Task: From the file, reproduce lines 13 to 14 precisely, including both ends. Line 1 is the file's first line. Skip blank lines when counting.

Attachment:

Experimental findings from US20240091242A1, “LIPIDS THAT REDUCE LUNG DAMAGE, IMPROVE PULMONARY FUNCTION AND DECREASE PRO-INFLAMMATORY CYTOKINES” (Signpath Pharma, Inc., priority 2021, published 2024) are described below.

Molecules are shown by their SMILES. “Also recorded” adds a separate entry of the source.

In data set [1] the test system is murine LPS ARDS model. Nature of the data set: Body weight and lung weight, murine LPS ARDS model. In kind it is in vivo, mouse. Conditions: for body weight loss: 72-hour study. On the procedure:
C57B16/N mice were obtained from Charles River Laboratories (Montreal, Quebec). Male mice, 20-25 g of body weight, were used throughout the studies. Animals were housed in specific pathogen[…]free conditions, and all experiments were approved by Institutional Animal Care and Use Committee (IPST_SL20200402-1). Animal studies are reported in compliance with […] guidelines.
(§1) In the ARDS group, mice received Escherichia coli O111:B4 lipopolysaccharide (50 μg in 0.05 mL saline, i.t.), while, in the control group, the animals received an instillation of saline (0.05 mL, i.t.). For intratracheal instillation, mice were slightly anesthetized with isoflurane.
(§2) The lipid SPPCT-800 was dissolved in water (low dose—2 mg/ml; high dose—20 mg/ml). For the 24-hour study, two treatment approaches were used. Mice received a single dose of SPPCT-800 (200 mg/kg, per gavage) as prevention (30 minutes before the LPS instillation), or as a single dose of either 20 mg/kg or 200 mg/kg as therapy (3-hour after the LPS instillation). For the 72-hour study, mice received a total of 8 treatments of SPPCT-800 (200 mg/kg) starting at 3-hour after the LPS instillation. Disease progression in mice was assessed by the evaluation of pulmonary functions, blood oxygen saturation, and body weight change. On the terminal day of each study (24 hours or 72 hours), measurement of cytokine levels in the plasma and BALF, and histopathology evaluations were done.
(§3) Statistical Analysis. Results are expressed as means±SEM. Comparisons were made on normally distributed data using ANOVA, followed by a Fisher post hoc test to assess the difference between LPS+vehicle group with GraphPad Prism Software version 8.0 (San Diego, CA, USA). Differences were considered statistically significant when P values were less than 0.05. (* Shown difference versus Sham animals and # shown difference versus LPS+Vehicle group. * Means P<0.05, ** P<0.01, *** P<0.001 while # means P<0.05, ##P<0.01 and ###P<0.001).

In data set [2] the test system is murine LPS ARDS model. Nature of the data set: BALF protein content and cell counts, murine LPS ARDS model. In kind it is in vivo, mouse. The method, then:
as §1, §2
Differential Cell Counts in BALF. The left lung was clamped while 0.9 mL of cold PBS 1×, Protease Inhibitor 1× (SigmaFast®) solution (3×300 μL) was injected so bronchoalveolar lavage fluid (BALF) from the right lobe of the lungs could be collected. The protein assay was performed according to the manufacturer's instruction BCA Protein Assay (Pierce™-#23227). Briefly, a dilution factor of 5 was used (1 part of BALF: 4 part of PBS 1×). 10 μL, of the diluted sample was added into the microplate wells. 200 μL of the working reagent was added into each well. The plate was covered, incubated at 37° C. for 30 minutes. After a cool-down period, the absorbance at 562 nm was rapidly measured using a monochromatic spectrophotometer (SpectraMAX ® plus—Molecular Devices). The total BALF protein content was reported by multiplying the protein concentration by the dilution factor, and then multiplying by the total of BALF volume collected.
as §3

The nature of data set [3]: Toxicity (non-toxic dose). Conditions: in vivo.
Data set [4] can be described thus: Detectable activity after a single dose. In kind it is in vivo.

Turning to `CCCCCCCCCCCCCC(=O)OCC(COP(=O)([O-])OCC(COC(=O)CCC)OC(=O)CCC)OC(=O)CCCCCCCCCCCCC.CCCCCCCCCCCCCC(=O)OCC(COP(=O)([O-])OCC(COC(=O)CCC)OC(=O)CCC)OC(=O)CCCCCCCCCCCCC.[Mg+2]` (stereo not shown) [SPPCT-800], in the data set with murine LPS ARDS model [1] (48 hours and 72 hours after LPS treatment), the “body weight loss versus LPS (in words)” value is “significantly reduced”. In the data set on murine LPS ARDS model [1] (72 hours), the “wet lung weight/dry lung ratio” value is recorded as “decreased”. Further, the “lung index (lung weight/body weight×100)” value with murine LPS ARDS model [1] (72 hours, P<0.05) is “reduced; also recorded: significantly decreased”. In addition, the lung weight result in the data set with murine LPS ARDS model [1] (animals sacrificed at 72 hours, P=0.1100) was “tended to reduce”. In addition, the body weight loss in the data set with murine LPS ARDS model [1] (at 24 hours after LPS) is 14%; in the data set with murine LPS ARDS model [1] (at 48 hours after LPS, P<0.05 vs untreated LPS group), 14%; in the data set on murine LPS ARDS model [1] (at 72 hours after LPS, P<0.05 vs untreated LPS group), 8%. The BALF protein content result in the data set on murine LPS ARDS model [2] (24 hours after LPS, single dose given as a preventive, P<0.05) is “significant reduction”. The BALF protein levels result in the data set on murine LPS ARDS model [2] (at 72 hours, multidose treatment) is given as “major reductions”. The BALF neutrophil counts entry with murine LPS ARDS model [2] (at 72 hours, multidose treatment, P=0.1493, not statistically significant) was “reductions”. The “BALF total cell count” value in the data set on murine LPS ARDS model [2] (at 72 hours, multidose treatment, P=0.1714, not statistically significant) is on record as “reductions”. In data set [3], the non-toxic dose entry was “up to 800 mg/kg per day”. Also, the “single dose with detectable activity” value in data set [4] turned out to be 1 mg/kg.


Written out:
Data set [4] can be described thus: Detectable activity after a single dose. In kind it is in vivo.

Turning to `CCCCCCCCCCCCCC(=O)OCC(COP(=O)([O-])OCC(COC(=O)CCC)OC(=O)CCC)OC(=O)CCCCCCCCCCCCC.CCCCCCCCCCCCCC(=O)OCC(COP(=O)([O-])OCC(COC(=O)CCC)OC(=O)CCC)OC(=O)CCCCCCCCCCCCC.[Mg+2]` (stereo not shown) [SPPCT-800], in the data set with murine LPS ARDS model [1] (48 hours and 72 hours after LPS treatment), the “body weight loss versus LPS (in words)” value is “significantly reduced”. In the data set on murine LPS ARDS model [1] (72 hours), the “wet lung weight/dry lung ratio” value is recorded as “decreased”. Further, the “lung index (lung weight/body weight×100)” value with murine LPS ARDS model [1] (72 hours, P<0.05) is “reduced; also recorded: significantly decreased”. In addition, the lung weight result in the data set with murine LPS ARDS model [1] (animals sacrificed at 72 hours, P=0.1100) was “tended to reduce”. In addition, the body weight loss in the data set with murine LPS ARDS model [1] (at 24 hours after LPS) is 14%; in the data set with murine LPS ARDS model [1] (at 48 hours after LPS, P<0.05 vs untreated LPS group), 14%; in the data set on murine LPS ARDS model [1] (at 72 hours after LPS, P<0.05 vs untreated LPS group), 8%. The BALF protein content result in the data set on murine LPS ARDS model [2] (24 hours after LPS, single dose given as a preventive, P<0.05) is “significant reduction”. The BALF protein levels result in the data set on murine LPS ARDS model [2] (at 72 hours, multidose treatment) is given as “major reductions”. The BALF neutrophil counts entry with murine LPS ARDS model [2] (at 72 hours, multidose treatment, P=0.1493, not statistically significant) was “reductions”. The “BALF total cell count” value in the data set on murine LPS ARDS model [2] (at 72 hours, multidose treatment, P=0.1714, not statistically significant) is on record as “reductions”. In data set [3], the non-toxic dose entry was “up to 800 mg/kg per day”. Also, the “single dose with detectable activity” value in data set [4] turned out to be 1 mg/kg.